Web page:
Soon we walked into the house with our empty white-lattice basket, and I learned more. Dad had become ill on day two of his new job as a porter at McDonnell-Douglas. He was helping a coworker lift an airplane nosecone. Suddenly, he felt a sharp pain in his chest. He was rushed to Deaconess Hospital on Oakland Avenue near Forest Park. That’s where he would recuperate for the next month …

Each time we visited Dad, he was bedridden. I couldn’t comprehend what could keep my father lying in one location for so long–unable to toss horseshoes, fly kites, or drive us to parades or ballgames. But Dad insisted he would rebound.

Like the popular song from Bye Bye Birdie that played on the transistor radio near his bedside, Dad told me, “Son, I’ve Got a Lot of Living to Do.”

***

The next decade was difficult for our family. Watching Dad drift away physically and emotionally, filled me with anxiety. He never recovered fully, though the man who fought in World War II and the Battle of the Bulge soldiered on until his death in 1993.

Meanwhile, my mother kept our family afloat financially. She went back to work in March 1963 and did her best to balance life at home and in the office. When she died in 2013, she left behind a legacy of wisdom that I cherish and share.

Watching my parents toil produced a silver lining. Seeing them tread deep water for all those years gave me something I never imagined: the will to face my own personal challenges, standing tall as a proud gay man, and surviving my own heart attack on my sixtieth birthday.

Of course, it all began in the suburbs of St. Louis in September 1962. That sagging clothesline swayed. But it never snapped.

And, here in the Sonoran Desert in 2022, another clothesline sways 1,400 miles west.

It’s a much less turbulent September day.

Sizzling Septemperatures

The calendar says September, but August-like heat abounds across the American west.

Thanks to a dome of high pressure, triple-digit Septemperatures in the Pacific Northwest, California, the Intermountain West, and (of course) here in Arizona are expected through the Labor Day weekend.

In the desert, we know how to navigate the heat. Carry a water bottle everywhere. Slather on sunscreen. Wear a hat. Exercise early. Do your chores in the morning. Stay inside during the heat of the afternoon. Reemerge at sundown to catch another dazzling sunset.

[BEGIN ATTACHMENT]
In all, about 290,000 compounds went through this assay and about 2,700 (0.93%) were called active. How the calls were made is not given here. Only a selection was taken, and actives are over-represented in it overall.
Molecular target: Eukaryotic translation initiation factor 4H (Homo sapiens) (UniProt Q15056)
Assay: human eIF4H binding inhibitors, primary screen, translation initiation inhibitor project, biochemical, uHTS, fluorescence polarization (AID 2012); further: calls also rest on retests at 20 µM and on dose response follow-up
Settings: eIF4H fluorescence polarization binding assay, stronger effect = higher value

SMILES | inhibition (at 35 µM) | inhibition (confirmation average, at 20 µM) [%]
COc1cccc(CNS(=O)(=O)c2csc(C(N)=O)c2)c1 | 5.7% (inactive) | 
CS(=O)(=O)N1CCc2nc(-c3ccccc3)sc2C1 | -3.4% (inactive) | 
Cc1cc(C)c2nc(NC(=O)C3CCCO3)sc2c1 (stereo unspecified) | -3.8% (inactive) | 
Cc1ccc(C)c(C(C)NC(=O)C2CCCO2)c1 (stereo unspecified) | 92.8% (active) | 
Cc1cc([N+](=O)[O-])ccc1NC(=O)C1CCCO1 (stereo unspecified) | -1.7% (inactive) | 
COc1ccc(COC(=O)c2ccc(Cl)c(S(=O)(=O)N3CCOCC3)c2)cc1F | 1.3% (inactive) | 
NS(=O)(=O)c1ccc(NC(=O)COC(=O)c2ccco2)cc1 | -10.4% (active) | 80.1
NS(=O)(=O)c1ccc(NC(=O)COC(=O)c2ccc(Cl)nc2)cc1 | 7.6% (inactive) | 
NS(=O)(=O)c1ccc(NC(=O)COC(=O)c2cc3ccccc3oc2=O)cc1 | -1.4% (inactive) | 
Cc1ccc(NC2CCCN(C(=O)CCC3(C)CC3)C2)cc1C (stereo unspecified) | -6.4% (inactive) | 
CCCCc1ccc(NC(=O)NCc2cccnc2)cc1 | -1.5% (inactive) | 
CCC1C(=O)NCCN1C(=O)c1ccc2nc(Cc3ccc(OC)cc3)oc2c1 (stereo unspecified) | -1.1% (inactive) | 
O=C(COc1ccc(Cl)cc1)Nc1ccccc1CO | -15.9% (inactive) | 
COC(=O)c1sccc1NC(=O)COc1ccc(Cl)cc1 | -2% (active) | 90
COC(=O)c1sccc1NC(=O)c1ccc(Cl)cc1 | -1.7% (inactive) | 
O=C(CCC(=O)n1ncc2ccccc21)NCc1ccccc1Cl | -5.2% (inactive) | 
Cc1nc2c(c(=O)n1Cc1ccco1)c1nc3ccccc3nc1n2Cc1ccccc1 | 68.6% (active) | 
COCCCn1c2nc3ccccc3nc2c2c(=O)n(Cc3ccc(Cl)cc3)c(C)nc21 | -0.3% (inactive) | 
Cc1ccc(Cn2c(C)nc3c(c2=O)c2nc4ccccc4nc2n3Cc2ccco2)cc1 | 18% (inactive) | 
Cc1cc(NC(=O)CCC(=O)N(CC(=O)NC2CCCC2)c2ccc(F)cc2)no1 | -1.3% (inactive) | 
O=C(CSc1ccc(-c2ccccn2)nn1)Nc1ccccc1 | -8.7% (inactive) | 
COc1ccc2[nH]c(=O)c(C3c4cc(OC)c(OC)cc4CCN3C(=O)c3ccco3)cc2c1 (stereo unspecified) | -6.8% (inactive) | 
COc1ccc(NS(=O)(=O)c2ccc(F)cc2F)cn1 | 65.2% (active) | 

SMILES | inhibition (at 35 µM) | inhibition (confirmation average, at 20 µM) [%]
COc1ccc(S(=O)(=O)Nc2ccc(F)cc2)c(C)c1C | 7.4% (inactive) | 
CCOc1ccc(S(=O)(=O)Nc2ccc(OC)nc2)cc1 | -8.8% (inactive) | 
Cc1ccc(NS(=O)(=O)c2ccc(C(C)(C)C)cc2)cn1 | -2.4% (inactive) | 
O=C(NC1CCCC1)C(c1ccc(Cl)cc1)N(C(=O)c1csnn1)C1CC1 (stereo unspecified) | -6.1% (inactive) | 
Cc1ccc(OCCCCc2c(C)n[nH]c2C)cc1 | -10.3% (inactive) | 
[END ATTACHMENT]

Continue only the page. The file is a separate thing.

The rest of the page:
But there are troubling resource ramifications for this region that lie beneath the stark beauty, beyond late-summer-heat inconveniences.

Lake Powell, our country’s second largest reservoir–it straddles the Utah and Arizona border–now stands at its lowest level since 1967.

According to a recent article on scitechdaily.com by Michael Carlowicz of the NASA Earth Observatory, on August 6, 2022, the water elevation of Lake Powell’s surface at Glen Canyon Dam was 3,535.38 feet. That’s 98 feet lower than August 2017 … and only twenty-six percent of its capacity.

In August, the U.S. Department of the Interior announced it will reduce the amount of water apportioned to states in the region.

Arizona will receive 21 percent less water from the Colorado River system in 2023. That is certain to hit farmers in the Grand Canyon State particularly hard.

Fortunately, water conservation efforts are trickling down across our state and communities like Scottsdale have begun to more aggressively manage the use of water. Plus, a wet monsoon season in our state has alleviated the drought in the short term.

But, with burgeoning population growth and climate uncertainties in this region, what will the future hold for the Colorado River basin and 40 million people–Las Vegas, Phoenix, Los Angeles, and San Diego–who rely on it for electric power and water?

In June 2021, I captured this photo of Lake Powell at Glen Canyon Dam in Page, Arizona.

Part Friend, Part Feral

Shy and suspect, she appeared in May 2021. Soon after, I named our feral friend Poly. It’s short for our Polynesian Paradise community where she resides on the lam.